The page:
FM: What are the prospects for cellulosic ethanol?
JW: The technical problems and the cost for production facilities suggest that predictions of commercialization by the current administration are far too optimistic. Financial institutions will be adverse to funding plants. Essentially the concept of cellulosic ethanol is on hold and may well die. By concentrating on yield improvements as we are doing, the starch content of kernels will be enhanced. From trials we know that strains yielding 200 bushels per acre will produce a kernel with 70% starch. With 300 bushels per acre, the starch content increases to 76%. Accordingly, breeding for yield will at the same time satisfy the needs of ethanol producers.
FM: What are the barriers to further adoption of enhanced value strains?
JW: Research and development is expensive, but our technology is continually improving. Currently, we are assigning resources to mapping metabolic pathways associated with the production of nutrients. A significant problem is obtaining germplasm. Patents and licensing are extremely complicated. Although there is a focus on opportunities with corn, it is well nigh impossible to obtain germplasm from competitors even if they are not pursing their own development programs. Dealing with the agencies representing national plant breeding centers is also difficult as they often have unrealistic expectations of financial return and impose onerous restrictions which impede access and progress.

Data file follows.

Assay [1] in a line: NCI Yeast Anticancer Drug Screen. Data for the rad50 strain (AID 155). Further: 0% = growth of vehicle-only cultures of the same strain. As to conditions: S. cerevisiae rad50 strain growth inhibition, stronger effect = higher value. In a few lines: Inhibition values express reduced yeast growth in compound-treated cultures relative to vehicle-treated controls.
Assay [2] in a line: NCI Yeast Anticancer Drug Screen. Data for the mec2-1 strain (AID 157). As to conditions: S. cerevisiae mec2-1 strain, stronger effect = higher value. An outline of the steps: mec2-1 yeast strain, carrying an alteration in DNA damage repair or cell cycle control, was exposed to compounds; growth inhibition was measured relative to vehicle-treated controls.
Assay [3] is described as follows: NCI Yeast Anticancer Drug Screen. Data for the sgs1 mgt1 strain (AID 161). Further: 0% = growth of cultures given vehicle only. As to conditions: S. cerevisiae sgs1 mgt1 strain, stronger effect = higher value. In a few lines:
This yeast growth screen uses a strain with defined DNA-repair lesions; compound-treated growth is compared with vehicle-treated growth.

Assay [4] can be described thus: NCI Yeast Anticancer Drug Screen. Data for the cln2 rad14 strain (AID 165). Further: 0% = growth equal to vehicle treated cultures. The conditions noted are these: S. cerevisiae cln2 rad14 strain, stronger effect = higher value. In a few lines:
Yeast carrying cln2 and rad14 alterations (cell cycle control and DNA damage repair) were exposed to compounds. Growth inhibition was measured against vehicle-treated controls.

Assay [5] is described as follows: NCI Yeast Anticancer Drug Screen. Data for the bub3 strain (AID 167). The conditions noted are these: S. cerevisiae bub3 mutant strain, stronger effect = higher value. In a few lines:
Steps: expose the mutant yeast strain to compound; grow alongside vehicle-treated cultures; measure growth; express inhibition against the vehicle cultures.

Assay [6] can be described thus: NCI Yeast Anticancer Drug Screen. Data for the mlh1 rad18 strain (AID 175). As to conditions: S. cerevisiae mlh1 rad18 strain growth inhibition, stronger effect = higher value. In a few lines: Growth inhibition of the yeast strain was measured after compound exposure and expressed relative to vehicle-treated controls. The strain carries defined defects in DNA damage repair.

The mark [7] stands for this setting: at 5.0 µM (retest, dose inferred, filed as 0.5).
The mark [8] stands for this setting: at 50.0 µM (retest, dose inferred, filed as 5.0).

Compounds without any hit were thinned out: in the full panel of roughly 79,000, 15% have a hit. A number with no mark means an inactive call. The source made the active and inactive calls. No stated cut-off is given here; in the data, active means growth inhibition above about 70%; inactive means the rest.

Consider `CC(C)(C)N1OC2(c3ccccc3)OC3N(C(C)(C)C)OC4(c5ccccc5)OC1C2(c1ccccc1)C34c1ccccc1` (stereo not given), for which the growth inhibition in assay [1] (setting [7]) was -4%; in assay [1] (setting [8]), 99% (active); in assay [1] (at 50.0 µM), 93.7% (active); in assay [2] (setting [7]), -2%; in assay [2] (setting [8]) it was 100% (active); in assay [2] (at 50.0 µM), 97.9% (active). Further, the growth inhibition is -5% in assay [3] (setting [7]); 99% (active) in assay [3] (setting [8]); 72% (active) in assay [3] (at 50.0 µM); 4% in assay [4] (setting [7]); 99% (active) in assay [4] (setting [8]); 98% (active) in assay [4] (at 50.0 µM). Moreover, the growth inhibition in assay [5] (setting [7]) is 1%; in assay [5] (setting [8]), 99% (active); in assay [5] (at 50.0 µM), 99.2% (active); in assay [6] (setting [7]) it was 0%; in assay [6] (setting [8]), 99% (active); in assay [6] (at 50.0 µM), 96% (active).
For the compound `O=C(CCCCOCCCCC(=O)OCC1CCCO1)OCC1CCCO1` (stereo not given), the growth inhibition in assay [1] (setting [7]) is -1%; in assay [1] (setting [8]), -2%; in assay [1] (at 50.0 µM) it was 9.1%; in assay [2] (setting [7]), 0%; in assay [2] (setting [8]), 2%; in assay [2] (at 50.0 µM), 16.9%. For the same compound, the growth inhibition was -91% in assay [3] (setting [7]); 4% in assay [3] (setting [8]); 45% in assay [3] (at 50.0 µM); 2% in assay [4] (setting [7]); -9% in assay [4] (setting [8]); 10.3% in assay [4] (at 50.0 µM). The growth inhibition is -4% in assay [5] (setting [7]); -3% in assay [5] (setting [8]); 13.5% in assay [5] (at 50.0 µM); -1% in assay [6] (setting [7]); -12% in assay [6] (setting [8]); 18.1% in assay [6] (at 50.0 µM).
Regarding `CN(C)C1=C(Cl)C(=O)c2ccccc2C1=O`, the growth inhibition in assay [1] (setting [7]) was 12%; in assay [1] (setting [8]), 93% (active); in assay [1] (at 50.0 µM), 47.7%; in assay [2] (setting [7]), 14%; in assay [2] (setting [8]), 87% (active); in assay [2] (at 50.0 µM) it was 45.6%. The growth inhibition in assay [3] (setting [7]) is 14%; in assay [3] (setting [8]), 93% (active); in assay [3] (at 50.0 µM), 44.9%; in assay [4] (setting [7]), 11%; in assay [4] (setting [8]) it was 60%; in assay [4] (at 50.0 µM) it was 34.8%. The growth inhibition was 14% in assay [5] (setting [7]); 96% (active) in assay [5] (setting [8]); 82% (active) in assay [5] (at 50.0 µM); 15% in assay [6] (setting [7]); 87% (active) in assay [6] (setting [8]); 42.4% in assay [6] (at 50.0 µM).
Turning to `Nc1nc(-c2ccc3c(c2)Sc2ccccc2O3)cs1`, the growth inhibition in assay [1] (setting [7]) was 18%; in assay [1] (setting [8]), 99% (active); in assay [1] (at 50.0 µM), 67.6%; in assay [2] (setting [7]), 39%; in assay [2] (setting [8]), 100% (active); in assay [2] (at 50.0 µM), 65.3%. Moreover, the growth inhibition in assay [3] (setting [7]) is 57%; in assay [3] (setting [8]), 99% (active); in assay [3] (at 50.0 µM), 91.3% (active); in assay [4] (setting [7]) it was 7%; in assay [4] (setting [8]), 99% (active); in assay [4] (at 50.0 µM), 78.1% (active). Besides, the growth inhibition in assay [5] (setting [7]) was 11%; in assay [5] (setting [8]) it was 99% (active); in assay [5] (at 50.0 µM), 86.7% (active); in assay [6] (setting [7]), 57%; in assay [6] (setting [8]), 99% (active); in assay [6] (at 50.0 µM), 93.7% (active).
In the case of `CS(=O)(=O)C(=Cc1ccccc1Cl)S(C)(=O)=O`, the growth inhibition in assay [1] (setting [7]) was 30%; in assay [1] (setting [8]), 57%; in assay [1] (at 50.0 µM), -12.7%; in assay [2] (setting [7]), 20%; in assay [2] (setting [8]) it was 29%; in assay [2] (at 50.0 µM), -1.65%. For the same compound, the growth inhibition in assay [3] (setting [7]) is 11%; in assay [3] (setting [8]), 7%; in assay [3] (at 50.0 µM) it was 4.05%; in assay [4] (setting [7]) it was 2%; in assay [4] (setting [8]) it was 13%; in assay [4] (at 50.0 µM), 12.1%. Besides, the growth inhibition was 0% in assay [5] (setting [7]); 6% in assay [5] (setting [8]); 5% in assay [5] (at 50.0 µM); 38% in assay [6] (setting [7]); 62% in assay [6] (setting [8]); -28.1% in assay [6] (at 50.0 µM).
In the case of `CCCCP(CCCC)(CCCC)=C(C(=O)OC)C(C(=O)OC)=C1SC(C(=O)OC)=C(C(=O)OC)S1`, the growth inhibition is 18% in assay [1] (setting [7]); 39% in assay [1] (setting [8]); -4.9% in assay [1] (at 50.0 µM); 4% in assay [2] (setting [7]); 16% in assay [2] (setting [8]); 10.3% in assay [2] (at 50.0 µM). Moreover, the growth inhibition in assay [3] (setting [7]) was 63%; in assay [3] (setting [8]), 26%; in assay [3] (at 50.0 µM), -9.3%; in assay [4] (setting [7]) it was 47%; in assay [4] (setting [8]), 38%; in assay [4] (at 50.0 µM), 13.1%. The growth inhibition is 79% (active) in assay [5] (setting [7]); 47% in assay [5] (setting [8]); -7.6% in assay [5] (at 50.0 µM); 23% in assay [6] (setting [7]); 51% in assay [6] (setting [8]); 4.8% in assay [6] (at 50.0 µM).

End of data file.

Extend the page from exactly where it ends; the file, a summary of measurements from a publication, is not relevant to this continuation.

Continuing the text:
The problems of identity preservation still persists but it may be possible to introduce value-enhanced strains to market if there is coordination within an integration or between feed producers and intensive animal enterprises and farmers or corporations operating large tracts of land.
FM: How do you view the activities of your competitors?
JW: There appears to be little activity in the development of enhanced value strains. At BASF, the program is unique being driven from the perspective of a nutritionist. We believe in “better corn for better feed”. It is possible to market a new strain with beneficial attributes only if it is yield-neutral and the nutritional benefits can offset at least a 25 to 50 cent/bushel premium for identity preservation. We believe that our Nutridense™ strain essentially primes the pump and will create demand for the product which will be driven by pork and poultry producers.
FM: Do you have any message for the feed industry?
JW: Our ability to produce new hybrids is limited only by our imagination. We need requests for products and we will consider both nutritional qualities in addition to other traits such as milling characteristics. We believe in ultimately satisfying the needs of the feed and animal industries by producing ingredients which can be incorporated in diets at a progressively lower cost to enhance productivity and profitability through the entire food chain.